﻿ ﻿MOTION ALONG A PLANE CURVE - Further Applications of Integration - Calculus AB and Calculus BC

## CHAPTER 8 Further Applications of Integration

### B. MOTION ALONG A PLANE CURVE

BC ONLY

In Chapter 4, §K, it was pointed out that, if the motion of a particle P along a curve is given parametrically by the equations x = x(t) and y = y(t), then at time t the position vector R, the velocity vector v, and the acceleration vector a are: The components in the horizontal and vertical directions of R, v, and a are given respectively by the coefficients of i and j in the corresponding vector. The slope of v is its magnitude, is the speed of the particle, and the velocity vector is tangent to the path. The slope of a is The distance the particle travels from time t1 to t2, is given by How integration may be used to solve problems of curvilinear motion is illustrated in the following examples.

BC ONLY

EXAMPLE 4

Suppose a projectile is launched from the origin at an angle of elevation α and initial velocity v0. Find the parametric equations for its flight path.

SOLUTION: We have the following initial conditions:

Position: x(0) = 0; y(0) = 0.

Velocity: We start with equations representing acceleration due to gravity and integrate each twice, determining the constants as shown: If desired, t can be eliminated from this pair of equations to yield a parabola in rectangular coordinates.

EXAMPLE 5

A particle P(x, y) moves along a curve so that at any time t 0.

At t = 0, x = 1 and y = 0. Find the parametric equations of motion.

SOLUTION: Since we integrate to get and use

x(0) = 1 to find that C = 2. Therefore, and Since y(0) = 0, this yields C = 1, and so (2) becomes Thus the parametric equations are BC ONLY

EXAMPLE 6

The particle in Example 5 is in motion for 1 second, 0 ≤ t ≤ 1. Find its position, velocity, speed, and acceleration at t = 1 and the distance it traveled.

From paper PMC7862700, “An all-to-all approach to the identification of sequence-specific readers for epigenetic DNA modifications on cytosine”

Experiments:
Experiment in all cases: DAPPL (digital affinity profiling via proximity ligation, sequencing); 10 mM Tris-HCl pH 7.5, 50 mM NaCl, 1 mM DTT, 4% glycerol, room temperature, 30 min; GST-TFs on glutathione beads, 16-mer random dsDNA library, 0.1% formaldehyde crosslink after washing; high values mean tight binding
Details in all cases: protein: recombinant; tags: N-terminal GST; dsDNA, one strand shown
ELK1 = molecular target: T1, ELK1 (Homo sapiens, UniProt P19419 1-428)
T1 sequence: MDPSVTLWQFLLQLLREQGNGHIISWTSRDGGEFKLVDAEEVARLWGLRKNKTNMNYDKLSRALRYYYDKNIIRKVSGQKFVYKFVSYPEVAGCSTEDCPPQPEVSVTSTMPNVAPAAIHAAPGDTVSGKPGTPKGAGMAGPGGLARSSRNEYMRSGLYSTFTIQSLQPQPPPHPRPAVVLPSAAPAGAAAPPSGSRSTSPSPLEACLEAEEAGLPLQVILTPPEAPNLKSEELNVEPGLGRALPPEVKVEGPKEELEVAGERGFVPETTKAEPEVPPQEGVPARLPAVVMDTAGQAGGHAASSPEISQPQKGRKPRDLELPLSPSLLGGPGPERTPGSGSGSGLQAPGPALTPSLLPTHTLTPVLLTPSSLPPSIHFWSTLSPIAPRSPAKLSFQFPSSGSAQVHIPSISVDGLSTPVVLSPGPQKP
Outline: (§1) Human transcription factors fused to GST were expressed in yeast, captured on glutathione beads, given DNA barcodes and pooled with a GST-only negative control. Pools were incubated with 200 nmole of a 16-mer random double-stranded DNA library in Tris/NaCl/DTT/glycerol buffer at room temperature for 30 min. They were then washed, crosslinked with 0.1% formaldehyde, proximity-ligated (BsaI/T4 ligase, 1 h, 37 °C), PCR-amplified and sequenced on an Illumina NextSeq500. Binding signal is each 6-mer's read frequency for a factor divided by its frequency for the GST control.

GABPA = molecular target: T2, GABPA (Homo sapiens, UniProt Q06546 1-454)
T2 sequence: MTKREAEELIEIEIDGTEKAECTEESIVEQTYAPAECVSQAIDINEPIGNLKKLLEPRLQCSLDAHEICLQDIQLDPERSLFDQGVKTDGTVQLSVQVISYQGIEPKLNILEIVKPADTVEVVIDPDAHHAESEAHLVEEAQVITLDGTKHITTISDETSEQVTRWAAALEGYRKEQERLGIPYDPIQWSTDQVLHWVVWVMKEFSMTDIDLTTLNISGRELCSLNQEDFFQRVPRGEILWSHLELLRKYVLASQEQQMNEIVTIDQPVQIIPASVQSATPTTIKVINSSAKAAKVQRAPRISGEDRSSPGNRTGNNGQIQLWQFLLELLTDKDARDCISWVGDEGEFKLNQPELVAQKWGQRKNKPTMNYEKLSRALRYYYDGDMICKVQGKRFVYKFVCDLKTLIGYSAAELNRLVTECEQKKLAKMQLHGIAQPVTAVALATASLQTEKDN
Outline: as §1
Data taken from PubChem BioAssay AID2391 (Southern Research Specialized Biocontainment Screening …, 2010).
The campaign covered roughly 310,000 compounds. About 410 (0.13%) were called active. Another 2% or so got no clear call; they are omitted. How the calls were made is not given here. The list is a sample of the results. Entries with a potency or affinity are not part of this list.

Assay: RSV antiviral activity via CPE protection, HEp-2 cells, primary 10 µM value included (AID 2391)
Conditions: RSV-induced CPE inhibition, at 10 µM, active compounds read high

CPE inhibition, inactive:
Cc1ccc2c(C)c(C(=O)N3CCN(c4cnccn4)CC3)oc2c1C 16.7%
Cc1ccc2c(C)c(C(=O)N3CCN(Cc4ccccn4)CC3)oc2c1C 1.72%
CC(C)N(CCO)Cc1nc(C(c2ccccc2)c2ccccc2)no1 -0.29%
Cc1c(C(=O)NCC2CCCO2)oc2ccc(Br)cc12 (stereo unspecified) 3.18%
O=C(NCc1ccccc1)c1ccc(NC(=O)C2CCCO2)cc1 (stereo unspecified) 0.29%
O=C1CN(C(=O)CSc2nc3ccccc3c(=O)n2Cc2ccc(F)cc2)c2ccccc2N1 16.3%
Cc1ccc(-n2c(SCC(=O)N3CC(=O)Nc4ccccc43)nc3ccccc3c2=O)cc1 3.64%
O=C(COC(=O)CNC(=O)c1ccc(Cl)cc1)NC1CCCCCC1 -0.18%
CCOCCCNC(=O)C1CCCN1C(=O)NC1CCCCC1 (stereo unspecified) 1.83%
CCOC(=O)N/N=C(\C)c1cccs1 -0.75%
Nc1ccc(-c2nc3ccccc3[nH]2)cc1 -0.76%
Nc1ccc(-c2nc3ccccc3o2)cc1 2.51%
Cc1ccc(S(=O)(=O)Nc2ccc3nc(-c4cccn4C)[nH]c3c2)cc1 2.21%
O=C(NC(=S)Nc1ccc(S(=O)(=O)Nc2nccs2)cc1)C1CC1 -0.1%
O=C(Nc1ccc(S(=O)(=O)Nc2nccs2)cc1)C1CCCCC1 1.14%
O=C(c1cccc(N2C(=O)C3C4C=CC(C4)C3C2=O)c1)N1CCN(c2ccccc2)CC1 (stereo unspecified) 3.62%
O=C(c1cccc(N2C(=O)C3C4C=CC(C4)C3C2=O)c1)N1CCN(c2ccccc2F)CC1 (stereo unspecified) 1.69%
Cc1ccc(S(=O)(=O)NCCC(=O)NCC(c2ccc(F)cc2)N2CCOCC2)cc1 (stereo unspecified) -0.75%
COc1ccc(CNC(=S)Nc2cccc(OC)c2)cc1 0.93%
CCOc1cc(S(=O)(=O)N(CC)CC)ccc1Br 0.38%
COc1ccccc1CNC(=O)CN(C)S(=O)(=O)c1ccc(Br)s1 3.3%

SOLUTION: In Example 5 we derived the result the parametric representation of the particle’s position. Hence its position at t = 1 is From P(t) we write the velocity vector: Hence, at t = 1 the particle’s velocity is Speed is the magnitude of the velocity vector, so after 1 second the particle’s speed is The particle’s acceleration vector at t = 1 is On the interval 0 ≤ t ≤ 1 the distance traveled by the particle is BC ONLY

EXAMPLE 7

A particle P(x, y) moves along a curve so that its acceleration is given by when t = 0, the particle is at (1, 0) with (a) Find the position vector R at any time t.

(b) Find a Cartesian equation for the path of the particle, and identify the conic on which P moves.

SOLUTIONS:

(a) and since when t = 0, it follows that c1 = c2 = 0. So Also and since when t = 0, we see that c3 = c4 = 0. Finally, then, (b) From (a) the parametric equations of motion are

x = cos 2t, y = 2 sin t.

By a trigonometric identity, P travels in a counterclockwise direction along part of a parabola that has its vertex at (1, 0) and opens to the left. The path of the particle is sketched in Figure N8–1; note that −1 ≤ x ≤ 1, −2 ≤ y ≤ 2. FIGURE N8–1

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